Grapes in Art
“Smiling girl in Italian dress” by Sorokin Evgraf, 1857
Grapes in Art
These fruiting berries are just amazing: they grow in clusters of 15 to 300; they can be crimson, black, dark blue, yellow, green, orange, and pink; they can be consumed in countless different ways – eaten fresh as table grapes or as wine, jam, juice, jelly, grape seed extract, raisins, vinegar, and grape seed oil.
Wine has been produced from grapes for thousands of years. The earliest known evidence of wine comes from Georgia (Caucasus), where 8000-year old wine jars were found; and the oldest known winery was found in Armenia, dating to around 4000 BC. It takes about 1.2kg of grapes to make one bottle of wine.
“Bacchus” by Caravaggio, c. 1596-1597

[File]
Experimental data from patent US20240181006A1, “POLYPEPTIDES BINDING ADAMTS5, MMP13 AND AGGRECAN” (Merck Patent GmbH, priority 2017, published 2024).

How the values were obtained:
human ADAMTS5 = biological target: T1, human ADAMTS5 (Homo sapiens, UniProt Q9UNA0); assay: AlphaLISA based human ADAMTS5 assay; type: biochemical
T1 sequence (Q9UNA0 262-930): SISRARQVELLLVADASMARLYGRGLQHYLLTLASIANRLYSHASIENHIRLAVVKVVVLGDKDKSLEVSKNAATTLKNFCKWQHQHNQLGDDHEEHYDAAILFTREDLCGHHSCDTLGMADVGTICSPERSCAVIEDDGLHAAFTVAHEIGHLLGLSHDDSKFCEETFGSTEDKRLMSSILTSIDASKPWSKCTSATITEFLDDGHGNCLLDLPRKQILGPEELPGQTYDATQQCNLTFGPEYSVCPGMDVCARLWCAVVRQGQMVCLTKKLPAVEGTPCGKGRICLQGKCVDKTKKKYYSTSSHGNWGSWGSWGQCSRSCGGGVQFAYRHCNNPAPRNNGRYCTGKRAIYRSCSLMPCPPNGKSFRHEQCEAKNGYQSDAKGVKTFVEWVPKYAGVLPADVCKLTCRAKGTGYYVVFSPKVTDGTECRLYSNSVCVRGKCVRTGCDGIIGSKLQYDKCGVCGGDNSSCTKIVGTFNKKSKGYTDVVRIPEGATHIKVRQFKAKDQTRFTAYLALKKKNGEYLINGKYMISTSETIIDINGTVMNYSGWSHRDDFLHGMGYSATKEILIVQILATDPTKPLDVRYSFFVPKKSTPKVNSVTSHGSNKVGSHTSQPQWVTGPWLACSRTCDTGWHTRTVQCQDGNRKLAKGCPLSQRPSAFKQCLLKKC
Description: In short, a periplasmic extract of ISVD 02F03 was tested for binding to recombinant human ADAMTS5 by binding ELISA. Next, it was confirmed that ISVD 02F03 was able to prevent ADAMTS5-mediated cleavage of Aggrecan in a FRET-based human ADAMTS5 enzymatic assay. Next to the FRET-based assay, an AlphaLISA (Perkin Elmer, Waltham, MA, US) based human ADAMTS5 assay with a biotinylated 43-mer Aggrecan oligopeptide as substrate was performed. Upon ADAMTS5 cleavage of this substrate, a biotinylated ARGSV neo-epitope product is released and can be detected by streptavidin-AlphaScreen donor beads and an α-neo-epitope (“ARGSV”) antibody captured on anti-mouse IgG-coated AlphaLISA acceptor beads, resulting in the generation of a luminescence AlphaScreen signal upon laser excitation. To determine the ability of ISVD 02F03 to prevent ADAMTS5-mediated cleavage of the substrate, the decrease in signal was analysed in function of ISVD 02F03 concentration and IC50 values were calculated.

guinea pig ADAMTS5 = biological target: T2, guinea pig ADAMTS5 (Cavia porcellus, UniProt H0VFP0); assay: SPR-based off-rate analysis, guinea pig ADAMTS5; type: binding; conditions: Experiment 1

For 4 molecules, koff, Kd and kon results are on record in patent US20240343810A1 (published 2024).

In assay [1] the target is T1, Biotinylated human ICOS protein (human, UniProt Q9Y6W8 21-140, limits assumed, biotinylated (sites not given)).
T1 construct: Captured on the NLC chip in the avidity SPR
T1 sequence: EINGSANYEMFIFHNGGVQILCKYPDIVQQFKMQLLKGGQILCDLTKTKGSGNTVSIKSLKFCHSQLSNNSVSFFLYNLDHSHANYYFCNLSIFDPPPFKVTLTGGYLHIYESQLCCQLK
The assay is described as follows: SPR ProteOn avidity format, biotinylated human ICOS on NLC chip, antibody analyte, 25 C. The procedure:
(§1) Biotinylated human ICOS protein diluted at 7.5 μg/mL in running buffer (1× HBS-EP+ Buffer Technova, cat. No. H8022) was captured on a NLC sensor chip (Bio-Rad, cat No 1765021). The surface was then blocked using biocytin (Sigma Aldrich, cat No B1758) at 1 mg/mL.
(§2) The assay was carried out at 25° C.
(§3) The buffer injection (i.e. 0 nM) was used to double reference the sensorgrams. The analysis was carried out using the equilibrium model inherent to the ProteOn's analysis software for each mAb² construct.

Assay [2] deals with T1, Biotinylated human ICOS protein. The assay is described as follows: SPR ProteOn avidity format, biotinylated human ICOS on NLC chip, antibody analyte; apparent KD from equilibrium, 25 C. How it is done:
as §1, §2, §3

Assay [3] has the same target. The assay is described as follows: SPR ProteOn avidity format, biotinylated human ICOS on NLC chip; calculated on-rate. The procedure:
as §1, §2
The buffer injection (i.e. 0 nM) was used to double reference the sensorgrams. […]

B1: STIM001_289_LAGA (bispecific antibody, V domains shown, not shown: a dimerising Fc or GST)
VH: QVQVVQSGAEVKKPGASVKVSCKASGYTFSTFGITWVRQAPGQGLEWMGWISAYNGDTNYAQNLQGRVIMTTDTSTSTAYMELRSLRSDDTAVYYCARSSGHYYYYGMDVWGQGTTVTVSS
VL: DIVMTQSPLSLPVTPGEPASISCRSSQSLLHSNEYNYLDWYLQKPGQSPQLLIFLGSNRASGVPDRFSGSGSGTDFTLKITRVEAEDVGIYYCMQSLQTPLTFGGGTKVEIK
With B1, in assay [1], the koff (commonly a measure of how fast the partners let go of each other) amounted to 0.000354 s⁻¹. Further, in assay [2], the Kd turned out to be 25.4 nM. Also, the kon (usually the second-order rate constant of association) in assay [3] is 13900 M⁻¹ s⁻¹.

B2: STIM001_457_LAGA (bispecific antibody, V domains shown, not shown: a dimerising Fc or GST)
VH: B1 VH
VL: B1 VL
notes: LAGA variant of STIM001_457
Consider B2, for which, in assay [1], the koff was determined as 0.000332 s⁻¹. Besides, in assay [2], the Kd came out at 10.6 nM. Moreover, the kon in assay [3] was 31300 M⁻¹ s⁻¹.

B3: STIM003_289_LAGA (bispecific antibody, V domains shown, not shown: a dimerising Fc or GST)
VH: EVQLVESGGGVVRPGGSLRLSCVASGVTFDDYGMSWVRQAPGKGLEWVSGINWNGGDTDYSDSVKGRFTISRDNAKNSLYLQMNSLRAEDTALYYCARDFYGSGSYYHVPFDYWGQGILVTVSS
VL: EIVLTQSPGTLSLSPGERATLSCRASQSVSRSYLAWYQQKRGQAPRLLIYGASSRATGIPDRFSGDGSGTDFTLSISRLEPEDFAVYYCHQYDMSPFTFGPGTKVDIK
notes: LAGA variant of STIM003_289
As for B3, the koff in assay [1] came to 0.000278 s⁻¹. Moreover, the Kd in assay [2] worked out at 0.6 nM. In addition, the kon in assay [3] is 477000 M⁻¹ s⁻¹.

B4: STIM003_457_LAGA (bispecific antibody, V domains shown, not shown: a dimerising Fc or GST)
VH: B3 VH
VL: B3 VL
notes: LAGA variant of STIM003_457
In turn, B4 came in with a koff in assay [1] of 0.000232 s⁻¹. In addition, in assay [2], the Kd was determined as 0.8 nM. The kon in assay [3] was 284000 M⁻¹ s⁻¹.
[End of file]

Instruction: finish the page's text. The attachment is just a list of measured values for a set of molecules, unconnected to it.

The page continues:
“Italian Midday” by Karl Bryullov, 1827
According to the Food and Agriculture Organization, over 75 thousands of square kilometers of the world are dedicated to grapes. Approximately 71% of world grape production is used for wine, 27% as fresh fruit, and 2% as dried fruit
Talking about wine, we cannot help mentioning about French paradox: it has been discovered that although the French eat higher levels of animal fat than in other Western countries, the incidence of heart disease remains low in France. It is thought to occur from protective benefits of regularly consuming red wine (with measure).
No doubts, you enjoy eating grapes or drinking a glass of wine; now it’s time to enjoy grapes in famous paintings.
“Fruit Piece” by Jan van Huysum, oil on panel, 1722
“Peaches, Grapes, a Pear and White Currants in a Wan-li Kraak Porcelain Dish, with Shells, a Lizard and a Butterfly on a Ledge” by Ambrosius Bosschaert II (1609 - 1645)
“Habit de vigneron” by Nicolas de Larmessin II (1638-1694)
“The myth of Vertumnus and Pomona” by Richard Westall, 1807
“Bringing in the Grapes” by Penry Williams, 1832